This has gone on far too long! We’re all aware of the devastating effects bullying can have on people, especially teens! The “STOP BULLYING!” conversation has been going on long enough, and in enough different forums, that I’m fully, 100% convinced that a.) it’s impossible for any human being with a shred of intelligence to not know what’s going on and what it’s causing; and, b.) those who continue to engage in these actions are simply, and clearly, saying that they just don’t give a rat’s ass about the potential outcome. And, with that being the case, and seeing the death toll continue to mount, explain to me, slowly so that I can understand it, why these people are not being held accountable?
“He told me he felt like he wasn’t good enough. He said if he lost weight he would be happy,” Joshua’s mother said. “But he wasn’t. Then, he said if he came out [as a homosexual], he would be happy. Then, it was if the kids at school stopped teasing him. He came to me and said he still didn’t feel happy. I realized then it wasn’t something, being a mom, that I could fix.”
These “kids” are being allowed to engage in actions that are completely devastating lives. Not only are their actions leading to suicides, there are countless families and friends whose lives are being decimated. How is it fair that they are continuously given a free pass? In this case, where there is at least one person who knows for certain who was doing this to Joshua Pacheco, it is imperative to bring that information to the light. Knowing that someone taped another human to their locker and urinated on them is simply not something to be kept secret, especially now that we know what those actions have led to.
What we’re seeing today is a generation of young people who simply don’t care about people around them or, in some cases, human life in general. Certainly not the entire generation, but enough to have an impact. And, we’re seeing the drastic consequences on a near-daily basis. One of my treasured associates had this to say, just moments ago as a comment on yet another post about yet another teen who had been bullied to the point of ending his life:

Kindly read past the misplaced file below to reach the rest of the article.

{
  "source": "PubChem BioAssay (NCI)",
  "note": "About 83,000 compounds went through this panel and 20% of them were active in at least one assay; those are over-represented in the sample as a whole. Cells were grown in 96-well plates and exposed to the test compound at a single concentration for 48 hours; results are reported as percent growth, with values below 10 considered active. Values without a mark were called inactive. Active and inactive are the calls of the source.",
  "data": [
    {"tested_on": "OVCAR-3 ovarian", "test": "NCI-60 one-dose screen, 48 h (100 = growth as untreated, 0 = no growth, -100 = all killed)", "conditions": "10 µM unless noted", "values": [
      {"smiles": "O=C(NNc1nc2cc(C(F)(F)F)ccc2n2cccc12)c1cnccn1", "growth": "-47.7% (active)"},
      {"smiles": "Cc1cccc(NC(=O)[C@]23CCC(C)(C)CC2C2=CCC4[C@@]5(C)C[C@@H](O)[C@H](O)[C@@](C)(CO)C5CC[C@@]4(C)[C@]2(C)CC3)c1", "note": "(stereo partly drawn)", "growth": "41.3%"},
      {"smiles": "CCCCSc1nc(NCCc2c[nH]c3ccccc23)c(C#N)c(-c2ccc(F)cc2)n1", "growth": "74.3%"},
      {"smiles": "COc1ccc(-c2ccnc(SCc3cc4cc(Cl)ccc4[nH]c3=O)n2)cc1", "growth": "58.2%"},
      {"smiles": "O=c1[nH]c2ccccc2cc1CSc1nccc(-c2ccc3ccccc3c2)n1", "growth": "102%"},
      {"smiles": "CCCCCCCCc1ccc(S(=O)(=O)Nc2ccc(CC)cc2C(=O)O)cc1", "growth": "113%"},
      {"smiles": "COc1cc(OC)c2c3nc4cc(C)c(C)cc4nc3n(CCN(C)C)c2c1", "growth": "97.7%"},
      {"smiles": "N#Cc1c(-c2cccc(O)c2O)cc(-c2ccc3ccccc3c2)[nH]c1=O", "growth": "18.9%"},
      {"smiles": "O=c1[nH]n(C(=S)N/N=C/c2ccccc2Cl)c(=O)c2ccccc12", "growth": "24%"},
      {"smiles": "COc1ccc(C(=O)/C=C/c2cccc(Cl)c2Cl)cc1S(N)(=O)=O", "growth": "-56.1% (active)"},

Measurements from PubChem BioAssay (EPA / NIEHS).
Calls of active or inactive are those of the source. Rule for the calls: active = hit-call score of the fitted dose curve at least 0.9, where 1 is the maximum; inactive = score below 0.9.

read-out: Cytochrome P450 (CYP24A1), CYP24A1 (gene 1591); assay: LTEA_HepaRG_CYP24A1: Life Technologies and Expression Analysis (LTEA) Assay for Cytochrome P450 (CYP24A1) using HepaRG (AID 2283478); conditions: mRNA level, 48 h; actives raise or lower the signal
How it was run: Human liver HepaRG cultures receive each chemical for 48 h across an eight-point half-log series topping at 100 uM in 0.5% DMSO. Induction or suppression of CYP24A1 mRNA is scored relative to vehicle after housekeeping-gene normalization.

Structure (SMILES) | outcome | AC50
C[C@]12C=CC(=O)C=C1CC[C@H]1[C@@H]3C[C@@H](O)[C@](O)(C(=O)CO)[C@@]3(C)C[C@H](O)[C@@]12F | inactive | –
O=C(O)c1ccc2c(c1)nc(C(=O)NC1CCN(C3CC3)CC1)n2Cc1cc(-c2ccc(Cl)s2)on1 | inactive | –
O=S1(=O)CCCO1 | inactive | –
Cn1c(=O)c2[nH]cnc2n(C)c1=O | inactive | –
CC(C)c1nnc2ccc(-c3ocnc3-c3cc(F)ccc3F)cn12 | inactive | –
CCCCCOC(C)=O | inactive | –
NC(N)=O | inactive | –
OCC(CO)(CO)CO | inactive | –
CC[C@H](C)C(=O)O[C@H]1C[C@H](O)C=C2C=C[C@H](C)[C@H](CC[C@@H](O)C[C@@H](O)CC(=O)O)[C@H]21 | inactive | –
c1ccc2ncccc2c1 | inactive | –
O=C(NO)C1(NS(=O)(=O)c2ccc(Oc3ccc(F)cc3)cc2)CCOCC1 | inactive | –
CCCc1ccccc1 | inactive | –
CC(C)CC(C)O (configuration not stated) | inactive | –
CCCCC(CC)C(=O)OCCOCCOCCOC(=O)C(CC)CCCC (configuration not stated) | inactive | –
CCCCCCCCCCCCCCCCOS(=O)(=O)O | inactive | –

The several known kids who bullied Jamey Rodemeyer, who died 9/18/2011, were subjects of a criminal investigation. The result: five-day suspensions from school. They had hard evidence of online posts telling him to kill himself, AND, the kids were still bullying him after his death. His sister went to a school dance not too long after Jamey’s death, and when Jamey’s favorite song came on, the bullies began chanting “You’re better off dead! We’re glad you’re dead!” This whole situation has long since reached the point of being unbelievably horrible. Yet this country is like the proverbial frog in a pot of heating water–we’ve gradually gotten so used to the deadly situation that we don’t even notice death.
You know we’ve become a desensitized society when the youth of our society have no problem committing acts that they know can lead to another person’s death yet continue doing it. Often times even after their victim has ended their life. How is it that we’re okay with this being who we’ve become as a people?
Written by Ron Kemp
December 2, 2012 at 10:11 pm